SARS-CoV-2, which leads to acute respiratory distress syndrome (ARDS), emerged from Wuhan City, China in December 2019 and became a rapidly spreading pandemic. The disease that results from this novel coronavirus was named coronavirus disease 2019 (COVID-19) by the World Health Organization (WHO) on February 11, 2020. The WHO declared COVID-19 a pandemic on March 11, 2020. As of December 2020, one year after the beginning of the outbreak, the total confirmed cases worldwide numbered 81 million, and there had been approximately 2 million deaths globally [1]. Diagnosis with COVID-19 is based on detection of SARS-CoV-2 via reverse transcriptase polymerase chain reaction (RT-PCR) in the airway samples of suspected cases [2]. The most common symptoms of COVID-19 are fever, cough, fatigue, and dyspnea [3]. COVID-19 is a contagious and sometimes mortal disease whose symptoms are newly described. In contrast, allergic rhinitis is a chronic disease that is not contagious, has no potential for mortality, and whose symptoms are well described [4].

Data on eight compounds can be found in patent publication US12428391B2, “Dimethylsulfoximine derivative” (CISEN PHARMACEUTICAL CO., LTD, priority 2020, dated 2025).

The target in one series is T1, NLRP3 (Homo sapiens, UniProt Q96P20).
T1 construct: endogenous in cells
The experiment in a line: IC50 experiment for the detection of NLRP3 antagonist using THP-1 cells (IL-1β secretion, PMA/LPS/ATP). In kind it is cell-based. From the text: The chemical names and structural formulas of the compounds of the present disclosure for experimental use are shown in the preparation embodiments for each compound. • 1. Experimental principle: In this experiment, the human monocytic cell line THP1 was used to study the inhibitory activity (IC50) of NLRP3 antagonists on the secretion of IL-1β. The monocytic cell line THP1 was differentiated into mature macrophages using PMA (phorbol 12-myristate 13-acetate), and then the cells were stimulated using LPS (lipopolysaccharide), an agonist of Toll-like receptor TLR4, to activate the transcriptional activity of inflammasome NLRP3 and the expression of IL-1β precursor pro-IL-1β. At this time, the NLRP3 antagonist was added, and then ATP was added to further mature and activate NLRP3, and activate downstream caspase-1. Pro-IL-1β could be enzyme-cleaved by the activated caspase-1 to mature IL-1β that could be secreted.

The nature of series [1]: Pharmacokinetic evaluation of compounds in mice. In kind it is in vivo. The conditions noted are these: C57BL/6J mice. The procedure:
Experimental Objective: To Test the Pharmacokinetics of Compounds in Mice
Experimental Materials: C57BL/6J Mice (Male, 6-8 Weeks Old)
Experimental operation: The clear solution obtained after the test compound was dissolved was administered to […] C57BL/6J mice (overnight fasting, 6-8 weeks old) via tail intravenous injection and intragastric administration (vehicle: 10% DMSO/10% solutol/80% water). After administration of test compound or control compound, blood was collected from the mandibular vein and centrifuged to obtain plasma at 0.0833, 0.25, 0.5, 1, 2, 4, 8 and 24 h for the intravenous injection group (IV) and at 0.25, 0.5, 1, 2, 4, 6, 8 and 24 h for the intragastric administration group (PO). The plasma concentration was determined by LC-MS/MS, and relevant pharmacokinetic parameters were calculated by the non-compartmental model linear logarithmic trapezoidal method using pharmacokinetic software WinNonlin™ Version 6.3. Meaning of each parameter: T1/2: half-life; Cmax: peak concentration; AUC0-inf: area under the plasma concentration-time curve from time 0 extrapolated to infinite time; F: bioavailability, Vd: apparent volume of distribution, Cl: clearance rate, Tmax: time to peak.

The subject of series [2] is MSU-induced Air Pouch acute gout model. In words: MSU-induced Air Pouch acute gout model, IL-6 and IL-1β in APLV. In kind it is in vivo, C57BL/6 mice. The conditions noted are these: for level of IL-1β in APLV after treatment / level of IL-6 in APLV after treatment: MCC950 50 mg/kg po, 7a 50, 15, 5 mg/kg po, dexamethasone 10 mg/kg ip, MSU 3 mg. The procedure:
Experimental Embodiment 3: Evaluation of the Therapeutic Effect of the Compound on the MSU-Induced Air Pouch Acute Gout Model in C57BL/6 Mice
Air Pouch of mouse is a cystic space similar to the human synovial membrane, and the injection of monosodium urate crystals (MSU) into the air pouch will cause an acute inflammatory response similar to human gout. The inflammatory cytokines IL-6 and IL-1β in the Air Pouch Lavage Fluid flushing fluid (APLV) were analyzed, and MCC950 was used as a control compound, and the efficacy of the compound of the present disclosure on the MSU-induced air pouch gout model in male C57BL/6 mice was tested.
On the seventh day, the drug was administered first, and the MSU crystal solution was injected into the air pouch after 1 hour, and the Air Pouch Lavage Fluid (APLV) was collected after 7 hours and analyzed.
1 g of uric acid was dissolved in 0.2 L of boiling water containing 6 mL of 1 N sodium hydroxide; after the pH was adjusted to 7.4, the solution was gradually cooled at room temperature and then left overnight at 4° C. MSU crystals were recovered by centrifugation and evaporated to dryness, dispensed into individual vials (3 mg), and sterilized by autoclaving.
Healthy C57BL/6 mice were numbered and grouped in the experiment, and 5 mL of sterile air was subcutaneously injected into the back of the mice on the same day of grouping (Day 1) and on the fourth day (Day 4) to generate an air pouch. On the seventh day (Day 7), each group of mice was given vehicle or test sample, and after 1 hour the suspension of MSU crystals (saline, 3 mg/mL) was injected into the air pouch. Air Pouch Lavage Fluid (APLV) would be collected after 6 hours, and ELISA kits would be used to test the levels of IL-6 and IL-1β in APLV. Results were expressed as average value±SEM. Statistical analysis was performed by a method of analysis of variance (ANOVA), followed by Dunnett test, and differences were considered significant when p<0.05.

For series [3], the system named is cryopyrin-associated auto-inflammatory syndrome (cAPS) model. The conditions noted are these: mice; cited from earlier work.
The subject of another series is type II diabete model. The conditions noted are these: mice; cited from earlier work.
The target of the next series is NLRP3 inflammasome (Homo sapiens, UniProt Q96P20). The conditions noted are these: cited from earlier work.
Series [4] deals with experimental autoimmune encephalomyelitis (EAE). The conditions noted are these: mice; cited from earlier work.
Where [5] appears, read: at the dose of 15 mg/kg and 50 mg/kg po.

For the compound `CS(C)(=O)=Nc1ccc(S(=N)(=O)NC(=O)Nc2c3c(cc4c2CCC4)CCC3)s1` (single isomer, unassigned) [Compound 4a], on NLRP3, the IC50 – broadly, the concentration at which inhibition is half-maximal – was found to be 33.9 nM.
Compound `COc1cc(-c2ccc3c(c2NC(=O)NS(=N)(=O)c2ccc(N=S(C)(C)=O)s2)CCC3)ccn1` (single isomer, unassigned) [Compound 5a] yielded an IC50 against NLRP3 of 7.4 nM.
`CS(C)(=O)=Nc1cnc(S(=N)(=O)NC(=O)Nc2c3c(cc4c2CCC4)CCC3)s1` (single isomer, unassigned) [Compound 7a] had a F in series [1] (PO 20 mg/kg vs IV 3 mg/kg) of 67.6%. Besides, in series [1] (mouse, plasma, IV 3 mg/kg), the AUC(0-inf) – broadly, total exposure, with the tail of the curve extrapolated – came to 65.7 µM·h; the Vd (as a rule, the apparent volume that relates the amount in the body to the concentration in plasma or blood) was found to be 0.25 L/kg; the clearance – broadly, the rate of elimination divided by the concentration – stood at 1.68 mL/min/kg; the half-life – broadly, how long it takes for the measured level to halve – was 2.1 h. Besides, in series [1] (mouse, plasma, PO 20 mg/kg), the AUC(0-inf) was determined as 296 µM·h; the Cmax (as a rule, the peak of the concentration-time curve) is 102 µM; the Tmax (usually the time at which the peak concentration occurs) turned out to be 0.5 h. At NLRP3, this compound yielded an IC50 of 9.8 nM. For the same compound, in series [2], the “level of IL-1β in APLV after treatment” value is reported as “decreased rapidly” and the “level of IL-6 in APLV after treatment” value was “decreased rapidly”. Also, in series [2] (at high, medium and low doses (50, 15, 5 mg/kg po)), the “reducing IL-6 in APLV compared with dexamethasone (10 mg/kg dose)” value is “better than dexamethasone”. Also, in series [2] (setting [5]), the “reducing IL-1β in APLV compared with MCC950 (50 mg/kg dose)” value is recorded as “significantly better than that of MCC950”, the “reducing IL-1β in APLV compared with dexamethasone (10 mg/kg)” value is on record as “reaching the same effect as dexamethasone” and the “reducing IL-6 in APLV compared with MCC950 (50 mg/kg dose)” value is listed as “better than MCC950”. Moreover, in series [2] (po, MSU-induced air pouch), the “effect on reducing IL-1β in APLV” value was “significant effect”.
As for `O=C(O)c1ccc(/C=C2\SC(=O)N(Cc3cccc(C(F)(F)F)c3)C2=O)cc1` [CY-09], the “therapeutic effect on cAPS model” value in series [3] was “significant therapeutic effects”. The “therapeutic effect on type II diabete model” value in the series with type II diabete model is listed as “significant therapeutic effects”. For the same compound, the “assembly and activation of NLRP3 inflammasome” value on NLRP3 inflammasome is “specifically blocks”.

What healthcare authorities want to know while managing an outbreak includes how many people will be affected, how many of them will present to hospitals, how many will be hospitalized, how many will need intensive care unit (ICU) care, and what the mortality rate will be? It is essential to know how these variables can be affected by such factors as gender and additional morbidities.

It has been proposed that a patient’s COVID-19 prognosis can be worsened by the underlying diseases that affect their immune system. So far, the known risk factors are being over 65 years old and the presence of diabetes mellitus, pulmonary disease, chronic kidney disease, hypertensive disorders, cardiovascular diseases, obesity, malignancy, and immune suppressive disorders [3].